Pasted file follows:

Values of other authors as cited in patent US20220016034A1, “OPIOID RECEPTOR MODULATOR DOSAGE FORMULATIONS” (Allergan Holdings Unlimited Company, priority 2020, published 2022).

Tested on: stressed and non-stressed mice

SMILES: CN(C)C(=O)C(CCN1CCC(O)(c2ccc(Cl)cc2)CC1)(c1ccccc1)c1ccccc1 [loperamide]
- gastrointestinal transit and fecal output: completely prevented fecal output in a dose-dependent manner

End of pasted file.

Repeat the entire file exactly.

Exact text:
Values of other authors as cited in patent US20220016034A1, “OPIOID RECEPTOR MODULATOR DOSAGE FORMULATIONS” (Allergan Holdings Unlimited Company, priority 2020, published 2022).

Tested on: stressed and non-stressed mice

SMILES: CN(C)C(=O)C(CCN1CCC(O)(c2ccc(Cl)cc2)CC1)(c1ccccc1)c1ccccc1 [loperamide]
- gastrointestinal transit and fecal output: completely prevented fecal output in a dose-dependent manner